Stock Market Analysis – US stocks struggle to find direction
Stock Market Analysis Today
- US equities are struggling to find direction after a strong start to the week. But the dovish US Federal Reserve is seeing an echo in buy the dip strategies as for now anyway. We continue to live in the best of both worlds for stocks.
- US vaccinations continue and a robust economic recovery is in sight. There’s maximum policy support both on the fiscal and monetary side.
- Despite headline weakness in indices, price action remains constructive as rotation into more cyclical pockets of the market out of expensive growth remains a steady theme.
- Asia trades higher amid easing concerns that markets are too stretched. The focus turned back to the stimulus-fueled recovery from the pandemic.
- China Securities Journal reported that the People’s Bank of China (PBOC) might cut the reserve requirement ratio (RRR) for some banks in March.
- This came a day after the country’s top banking regulator said it was looking into ways to manage capital inflows to prevent the risk bubbles.
- And it seems to have reversed all the markets ills and dollar bids from yesterday’s market purview when only 24 hours ago the PBoC hinted at tightening.
- Risk markets seemed a bit encouraged by the Reserve Bank of Australia (RBA). Investors dipped their toes back into the unloved carry, and cyclical equity market pockets as rates vols decline quickly.
- The focus is on tomorrow’s QE. The Street is looking for AUD4 bn, which would be rather exciting, to say the least.
- The pound is up on expectations. Chancellor of the Exchequer Rishi Sunak will announce today colossal plans to extend the furlough scheme until September . Pledge to use the “full measure of our fiscal firepower” to save UK jobs.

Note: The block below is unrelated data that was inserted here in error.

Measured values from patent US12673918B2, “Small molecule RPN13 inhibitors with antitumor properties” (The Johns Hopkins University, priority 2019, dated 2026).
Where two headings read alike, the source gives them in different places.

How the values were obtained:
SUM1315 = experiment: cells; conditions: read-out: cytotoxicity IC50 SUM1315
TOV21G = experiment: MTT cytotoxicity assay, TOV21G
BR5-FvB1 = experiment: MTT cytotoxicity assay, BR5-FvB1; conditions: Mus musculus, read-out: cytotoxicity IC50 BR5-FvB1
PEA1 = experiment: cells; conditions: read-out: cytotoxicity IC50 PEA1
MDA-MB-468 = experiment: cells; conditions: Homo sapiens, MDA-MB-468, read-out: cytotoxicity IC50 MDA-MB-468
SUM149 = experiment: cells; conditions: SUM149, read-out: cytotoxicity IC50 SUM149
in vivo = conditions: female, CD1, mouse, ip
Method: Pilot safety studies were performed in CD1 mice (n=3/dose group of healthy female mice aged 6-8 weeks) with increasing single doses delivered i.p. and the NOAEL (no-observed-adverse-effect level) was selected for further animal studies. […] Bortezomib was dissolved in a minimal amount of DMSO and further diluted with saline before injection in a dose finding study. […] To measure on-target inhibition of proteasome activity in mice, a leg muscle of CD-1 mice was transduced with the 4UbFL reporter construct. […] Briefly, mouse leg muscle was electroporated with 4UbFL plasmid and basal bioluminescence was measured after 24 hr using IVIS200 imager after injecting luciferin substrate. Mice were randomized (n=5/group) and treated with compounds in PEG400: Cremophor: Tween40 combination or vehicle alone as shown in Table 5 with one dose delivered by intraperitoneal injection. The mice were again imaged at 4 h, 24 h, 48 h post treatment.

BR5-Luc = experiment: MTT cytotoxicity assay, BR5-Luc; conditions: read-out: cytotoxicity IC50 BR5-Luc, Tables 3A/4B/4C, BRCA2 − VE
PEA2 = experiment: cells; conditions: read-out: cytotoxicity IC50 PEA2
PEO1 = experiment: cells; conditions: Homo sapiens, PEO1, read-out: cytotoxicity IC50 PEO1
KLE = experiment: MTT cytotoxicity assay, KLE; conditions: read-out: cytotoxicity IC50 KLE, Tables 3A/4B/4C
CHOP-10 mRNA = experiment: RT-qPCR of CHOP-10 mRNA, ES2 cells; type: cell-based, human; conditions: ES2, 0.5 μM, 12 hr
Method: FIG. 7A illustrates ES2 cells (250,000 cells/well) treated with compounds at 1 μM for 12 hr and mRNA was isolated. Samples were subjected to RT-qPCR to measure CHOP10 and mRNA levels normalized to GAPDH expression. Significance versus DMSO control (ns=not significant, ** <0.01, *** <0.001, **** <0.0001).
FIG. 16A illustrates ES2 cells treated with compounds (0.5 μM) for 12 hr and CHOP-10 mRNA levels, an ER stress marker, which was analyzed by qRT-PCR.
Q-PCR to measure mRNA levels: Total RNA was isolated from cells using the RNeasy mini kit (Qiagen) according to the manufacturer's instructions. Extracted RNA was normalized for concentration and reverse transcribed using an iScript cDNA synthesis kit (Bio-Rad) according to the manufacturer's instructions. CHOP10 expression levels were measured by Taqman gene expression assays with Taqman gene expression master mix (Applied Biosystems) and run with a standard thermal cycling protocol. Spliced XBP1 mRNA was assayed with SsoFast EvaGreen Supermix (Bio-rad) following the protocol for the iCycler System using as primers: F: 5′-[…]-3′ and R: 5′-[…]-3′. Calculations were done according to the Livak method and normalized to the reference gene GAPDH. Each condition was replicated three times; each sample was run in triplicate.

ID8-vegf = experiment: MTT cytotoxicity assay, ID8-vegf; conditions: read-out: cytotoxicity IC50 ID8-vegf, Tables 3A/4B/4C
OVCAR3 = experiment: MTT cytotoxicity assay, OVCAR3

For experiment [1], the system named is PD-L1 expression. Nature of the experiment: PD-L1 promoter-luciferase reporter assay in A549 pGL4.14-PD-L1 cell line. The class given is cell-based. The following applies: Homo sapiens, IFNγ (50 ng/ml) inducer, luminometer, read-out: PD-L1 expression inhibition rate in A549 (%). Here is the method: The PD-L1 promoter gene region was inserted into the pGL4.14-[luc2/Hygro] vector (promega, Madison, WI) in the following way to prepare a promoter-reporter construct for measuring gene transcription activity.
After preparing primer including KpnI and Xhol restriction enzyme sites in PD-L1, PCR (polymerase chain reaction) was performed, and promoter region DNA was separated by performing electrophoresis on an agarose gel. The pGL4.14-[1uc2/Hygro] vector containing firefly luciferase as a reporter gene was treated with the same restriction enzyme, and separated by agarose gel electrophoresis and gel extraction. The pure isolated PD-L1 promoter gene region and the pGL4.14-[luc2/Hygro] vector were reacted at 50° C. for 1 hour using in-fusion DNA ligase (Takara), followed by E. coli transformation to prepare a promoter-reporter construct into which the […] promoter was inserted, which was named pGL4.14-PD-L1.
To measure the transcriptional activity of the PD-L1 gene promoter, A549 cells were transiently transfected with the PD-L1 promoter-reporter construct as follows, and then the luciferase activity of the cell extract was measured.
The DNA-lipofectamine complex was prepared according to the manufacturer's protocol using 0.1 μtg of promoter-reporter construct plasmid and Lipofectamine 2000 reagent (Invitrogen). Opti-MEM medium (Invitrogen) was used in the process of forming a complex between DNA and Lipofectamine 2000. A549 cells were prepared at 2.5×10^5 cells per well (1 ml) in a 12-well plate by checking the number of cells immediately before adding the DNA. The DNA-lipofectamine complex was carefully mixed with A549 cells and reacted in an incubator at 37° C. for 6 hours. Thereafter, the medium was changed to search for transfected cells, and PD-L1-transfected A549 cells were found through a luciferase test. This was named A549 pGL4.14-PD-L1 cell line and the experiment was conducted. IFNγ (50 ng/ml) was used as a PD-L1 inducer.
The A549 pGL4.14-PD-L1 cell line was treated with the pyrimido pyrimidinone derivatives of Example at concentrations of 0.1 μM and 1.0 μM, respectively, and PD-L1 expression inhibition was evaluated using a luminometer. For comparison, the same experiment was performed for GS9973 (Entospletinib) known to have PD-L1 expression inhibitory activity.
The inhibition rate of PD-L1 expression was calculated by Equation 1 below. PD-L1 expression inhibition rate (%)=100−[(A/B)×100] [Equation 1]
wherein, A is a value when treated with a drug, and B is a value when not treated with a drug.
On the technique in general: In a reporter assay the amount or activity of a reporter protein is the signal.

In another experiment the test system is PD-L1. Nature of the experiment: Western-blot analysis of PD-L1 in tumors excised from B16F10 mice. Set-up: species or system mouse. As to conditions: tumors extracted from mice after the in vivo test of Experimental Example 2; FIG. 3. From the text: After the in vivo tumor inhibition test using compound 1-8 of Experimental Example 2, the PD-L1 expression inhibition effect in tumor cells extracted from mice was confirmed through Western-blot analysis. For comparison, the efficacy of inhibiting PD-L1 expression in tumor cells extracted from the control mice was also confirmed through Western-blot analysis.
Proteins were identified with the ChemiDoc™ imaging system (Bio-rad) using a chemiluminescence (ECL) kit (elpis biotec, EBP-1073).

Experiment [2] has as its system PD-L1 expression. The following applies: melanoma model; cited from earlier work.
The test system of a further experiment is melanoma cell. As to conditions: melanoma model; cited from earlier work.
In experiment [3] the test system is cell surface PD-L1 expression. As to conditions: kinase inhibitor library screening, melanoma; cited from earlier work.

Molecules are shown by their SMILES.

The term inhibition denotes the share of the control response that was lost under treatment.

Higher yields without a tantrum? US Treasury Yields
As commodity base effects, fiscal stimulus and reopening collide, it will be challenging to fight inflationist. But yields might be able to rise without creating a tantrum if the US dollar cooperated.
Assuming US 10-year inflation breakevens have settled into a 2-2.5% range, delivering the Fed’s average inflation-targeting framework at least in the eyes of market pricing, real yields (10y: -0.80%) are far too low ahead of a decisive period for economic growth.
But higher real yields need not be harmful on a cross-asset basis. After all, higher corporate earnings for equity markets and renewed upside in commodities will provide mitigating factors for the likes of AUD and commodity-heavy Emerging Markets FX.
However, a gentle rise in US real yields seems less likely if accompanied by a stronger US dollar.